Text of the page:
Just because an NFL team makes a bold personnel move doesn’t mean it’s necessarily a good one. Here are the five most head-scratching decisions so far this offseason:

Did Cleveland really upgrade the position by bringing in Seneca Wallace as one of its new quarterbacks?
Did Cleveland really upgrade the position by bringing in Seneca Wallace as one of its new quarterbacks?

1. The Browns get Jake Delhomme and Seneca Wallace to replace Derek Anderson and Brady Quinn. It was evident from Day 1 on the job that president Mike Holmgren was set to exorcise the ghosts of passers past. The decision to move on without Anderson and Quinn was acceptable, but the effort to upgrade with Delhomme and Wallace, Holmgren’s former backup in Seattle, was curious.

It’s unclear whether both veterans were brought in as insurance in case the team isn’t able to land a franchise quarterback in the draft or whether they are short-term stopgaps in an optimistic attempt to be competitive.

"What Cleveland is doing at quarterback is a total mystery," NFL Network analyst Brian Baldinger said.

Even more mysterious is why Cleveland felt the need to spend $7 million on Delhomme after he was released by the Panthers—especially considering the Browns aren’t even sure he will start over Wallace.

It’s hard to see either Delhomme or Wallace helping Cleveland (5-11 last year) win more games in 2010, given the supporting cast. It will be equally interesting to see how Anderson (Cardinals) and Quinn (Broncos) play on teams that have good offensive structures in place.

BY THE NUMBERS

Anderson and Quinn combined in 2009: 11 touchdowns, 17 interceptions, 56.8 passer rating
Delhomme and Wallace combined in 2009:
11 touchdowns, 20 interceptions, 65.5 passer rating

2. The Raiders make Sebastian Janikowski the highest-paid kicker in NFL history. Oakland has had plenty of personnel turnover in the past decade, but there have been two constants: Janikowski and punter Shane Lechler. Immune to the team’s numerous problems, each has been rewarded with plenty of green to stay in Silver and Black.

A year after the Raiders made Lechler the highest-paid punter ever with a four-year, $12 million contract, Janikowski received the same distinction at his position. Janikowski still has a booming leg at 32, something he proved by drilling a 61-yarder in Cleveland in December.

But with 18 missed field-goal attempts over the past three years, he has been far from perfect. That makes investing $16 million in him over the next four years seem reckless, especially for a team with many holes.

BY THE NUMBERS

Janikowski’s 2009 rankings: Fifth in FG percentage, tied for 10th in field goals made, 19th in points scored

Thomas Jones is a better runner than his Gang Green replacement.
Thomas Jones is a better runner than his Gang Green replacement.

3. The Jets release Thomas Jones and sign LaDainian Tomlinson. In the end, the Chiefs are happy Jones became available to back up their young star, Jamaal Charles, while New York seems content to have L.T. provide relief for second-year back Shonn Greene.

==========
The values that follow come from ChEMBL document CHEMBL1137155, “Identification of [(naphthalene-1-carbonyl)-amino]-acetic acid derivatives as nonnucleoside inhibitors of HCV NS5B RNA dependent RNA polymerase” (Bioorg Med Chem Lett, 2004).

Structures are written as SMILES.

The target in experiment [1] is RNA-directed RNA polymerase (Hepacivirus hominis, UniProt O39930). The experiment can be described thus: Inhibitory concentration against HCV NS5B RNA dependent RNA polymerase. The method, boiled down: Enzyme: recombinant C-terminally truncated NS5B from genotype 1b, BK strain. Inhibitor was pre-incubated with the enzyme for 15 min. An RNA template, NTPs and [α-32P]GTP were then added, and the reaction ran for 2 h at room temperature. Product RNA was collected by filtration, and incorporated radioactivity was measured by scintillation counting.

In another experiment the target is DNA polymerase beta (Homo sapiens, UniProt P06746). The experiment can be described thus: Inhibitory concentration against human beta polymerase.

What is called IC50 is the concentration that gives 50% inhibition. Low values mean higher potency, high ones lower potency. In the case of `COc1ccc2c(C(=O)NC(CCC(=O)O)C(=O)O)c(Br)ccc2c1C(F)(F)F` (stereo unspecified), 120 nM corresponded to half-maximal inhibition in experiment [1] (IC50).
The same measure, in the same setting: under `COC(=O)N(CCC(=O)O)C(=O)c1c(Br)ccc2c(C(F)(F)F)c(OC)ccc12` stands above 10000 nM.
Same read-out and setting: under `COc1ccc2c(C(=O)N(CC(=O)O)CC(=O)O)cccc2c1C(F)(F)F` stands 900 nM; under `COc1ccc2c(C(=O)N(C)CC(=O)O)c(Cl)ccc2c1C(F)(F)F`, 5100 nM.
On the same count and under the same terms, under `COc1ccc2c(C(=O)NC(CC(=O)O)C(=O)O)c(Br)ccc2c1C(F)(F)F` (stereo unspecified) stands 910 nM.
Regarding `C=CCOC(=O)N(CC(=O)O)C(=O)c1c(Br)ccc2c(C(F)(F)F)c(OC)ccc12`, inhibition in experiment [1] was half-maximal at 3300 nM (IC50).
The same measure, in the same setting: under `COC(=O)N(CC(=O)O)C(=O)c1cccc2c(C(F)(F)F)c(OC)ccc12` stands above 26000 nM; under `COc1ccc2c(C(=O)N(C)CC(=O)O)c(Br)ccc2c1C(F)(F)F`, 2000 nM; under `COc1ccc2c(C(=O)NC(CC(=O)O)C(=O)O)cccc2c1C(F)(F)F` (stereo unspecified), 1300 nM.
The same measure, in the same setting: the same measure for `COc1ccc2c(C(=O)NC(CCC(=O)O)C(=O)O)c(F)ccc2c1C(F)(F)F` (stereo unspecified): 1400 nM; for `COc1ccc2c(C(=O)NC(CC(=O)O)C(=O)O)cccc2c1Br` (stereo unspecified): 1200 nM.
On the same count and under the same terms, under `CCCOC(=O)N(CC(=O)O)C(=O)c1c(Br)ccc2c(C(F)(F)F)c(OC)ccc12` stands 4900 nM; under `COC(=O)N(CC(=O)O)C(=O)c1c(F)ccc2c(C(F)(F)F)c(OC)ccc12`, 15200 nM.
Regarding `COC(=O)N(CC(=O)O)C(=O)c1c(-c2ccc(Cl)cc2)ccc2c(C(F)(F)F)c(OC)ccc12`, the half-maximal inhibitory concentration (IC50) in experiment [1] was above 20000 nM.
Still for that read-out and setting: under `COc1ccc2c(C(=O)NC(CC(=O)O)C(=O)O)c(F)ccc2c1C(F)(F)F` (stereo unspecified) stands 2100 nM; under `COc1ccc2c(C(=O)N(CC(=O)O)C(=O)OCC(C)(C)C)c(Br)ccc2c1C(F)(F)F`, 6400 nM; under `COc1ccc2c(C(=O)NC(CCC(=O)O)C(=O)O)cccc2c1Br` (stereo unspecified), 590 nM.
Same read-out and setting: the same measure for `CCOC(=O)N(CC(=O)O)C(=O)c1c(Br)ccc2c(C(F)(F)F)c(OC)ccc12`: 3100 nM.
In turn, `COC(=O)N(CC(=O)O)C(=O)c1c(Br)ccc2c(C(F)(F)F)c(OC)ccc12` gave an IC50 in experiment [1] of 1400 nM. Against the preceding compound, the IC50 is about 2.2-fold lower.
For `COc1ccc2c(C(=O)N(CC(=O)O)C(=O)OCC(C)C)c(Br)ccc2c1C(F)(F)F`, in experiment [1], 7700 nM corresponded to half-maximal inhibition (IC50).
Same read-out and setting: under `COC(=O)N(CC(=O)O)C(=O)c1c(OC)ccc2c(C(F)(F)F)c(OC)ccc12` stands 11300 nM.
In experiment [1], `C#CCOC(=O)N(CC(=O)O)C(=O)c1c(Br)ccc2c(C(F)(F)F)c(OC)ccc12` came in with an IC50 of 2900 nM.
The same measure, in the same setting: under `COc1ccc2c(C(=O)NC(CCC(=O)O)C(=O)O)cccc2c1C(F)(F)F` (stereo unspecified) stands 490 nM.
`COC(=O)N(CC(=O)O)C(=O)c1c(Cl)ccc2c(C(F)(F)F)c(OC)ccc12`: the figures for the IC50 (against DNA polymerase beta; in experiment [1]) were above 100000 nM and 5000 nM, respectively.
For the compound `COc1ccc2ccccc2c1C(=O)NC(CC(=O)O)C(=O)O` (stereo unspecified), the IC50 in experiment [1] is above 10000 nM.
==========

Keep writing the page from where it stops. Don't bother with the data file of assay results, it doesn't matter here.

Although Tomlinson has a bigger name, the Jets didn’t get a better complementary veteran than they had in Jones, a popular player on a playoff team. Tomlinson will provide a pass-catching dimension—especially if Leon Washington doesn’t re-sign—but Jones has been a much stronger runner in a similar late stage in his career.

"L.T. can’t touch the production that Jones has had the last two seasons," Baldinger said. "And Jones just keeps getting better and better."

The league’s top rushing team may have sacrificed too much production for a little more versatility.

BY THE NUMBERS

Thomas Jones: 31 years, 7 months old; 2,280 career attempts; 4.4-yard average from 2008 to 2009
LaDainian Tomlinson: 30 years, 9 months old; 2,880 career attempts; 3.6-yard average from 2008 to 2009

4. The Bengals sign Antonio Bryant instead of Terrell Owens. Proponents of this move point to the fact that Bryant just turned 29 and Owens is 36. Bryant is a great talent and showed just how good he can be when he put it all together for a stellar 2008 comeback season with the Buccaneers.

Both receivers were stuck with shaky quarterback situations last season, but Owens was the healthier, more durable and more productive receiver. Owens is at his best providing a first-year impact for a contending team, like the playoff-caliber Bengals.

With all the attention Chad Ochocinco draws, T.O. would have thrived in a T.J. Houshmandzadeh-type role and as a premier red zone target for Carson Palmer. Instead, Bryant comes in as a high-priced enigma.

BY THE NUMBERS

Antonio Bryant in 2009: 39 catches, 600 yards, four TDs
Terrell Owens in 2009: 55 catches, 829 yards, five TDs

5. Kyle Vanden Bosch signs with the Lions. There’s no doubt Detroit’s young defenders will benefit from having Vanden Bosch’s smarts, work ethic and savvy around to help them grow in coach Jim Schwartz’s scheme.Based strictly on production, however, Vanden Bosch’s contract (four years, $26 million) wasn’t a sound investment for a struggling young team that consistently plays from behind.

Vanden Bosch was a great player for Schwartz in Tennessee, but that was on a loaded defense that was often protecting leads with a relentless pass rush. He had only three sacks last season, will turn 32 in November and has a history of injuries.

BY THE NUMBERS

Lions who had more sacks than Vanden Bosch’s three in 2009: Cliff Avril, 5 1/2; Jason Hunter, 5, and Julian Peterson, 4 1/2.

This story appears in March 25’s edition of Sporting News Today. If you are not receiving Sporting News Today, the only daily digital sports newspaper, sign up today for free.

Vinnie Iyer is a writer for Sporting News. E-mail him at viyer@sportingnews.com.